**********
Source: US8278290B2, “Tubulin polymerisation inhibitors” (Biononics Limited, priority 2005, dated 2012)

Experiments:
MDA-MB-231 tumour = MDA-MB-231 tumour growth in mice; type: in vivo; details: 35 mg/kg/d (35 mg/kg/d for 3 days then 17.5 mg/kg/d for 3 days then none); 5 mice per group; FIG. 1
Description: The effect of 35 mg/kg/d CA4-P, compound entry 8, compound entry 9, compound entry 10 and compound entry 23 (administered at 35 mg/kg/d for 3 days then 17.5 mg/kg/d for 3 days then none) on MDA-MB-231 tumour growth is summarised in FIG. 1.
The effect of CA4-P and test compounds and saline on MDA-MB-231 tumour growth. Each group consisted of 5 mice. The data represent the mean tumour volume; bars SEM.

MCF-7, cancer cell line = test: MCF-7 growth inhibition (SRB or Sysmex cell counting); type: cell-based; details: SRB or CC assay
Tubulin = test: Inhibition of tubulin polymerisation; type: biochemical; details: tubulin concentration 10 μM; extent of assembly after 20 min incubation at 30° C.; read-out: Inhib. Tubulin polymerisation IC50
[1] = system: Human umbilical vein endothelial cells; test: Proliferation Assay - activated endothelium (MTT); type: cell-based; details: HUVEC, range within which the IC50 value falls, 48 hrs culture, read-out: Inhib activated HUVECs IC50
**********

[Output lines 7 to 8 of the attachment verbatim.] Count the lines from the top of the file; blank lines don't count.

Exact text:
Tubulin = test: Inhibition of tubulin polymerisation; type: biochemical; details: tubulin concentration 10 μM; extent of assembly after 20 min incubation at 30° C.; read-out: Inhib. Tubulin polymerisation IC50
[1] = system: Human umbilical vein endothelial cells; test: Proliferation Assay - activated endothelium (MTT); type: cell-based; details: HUVEC, range within which the IC50 value falls, 48 hrs culture, read-out: Inhib activated HUVECs IC50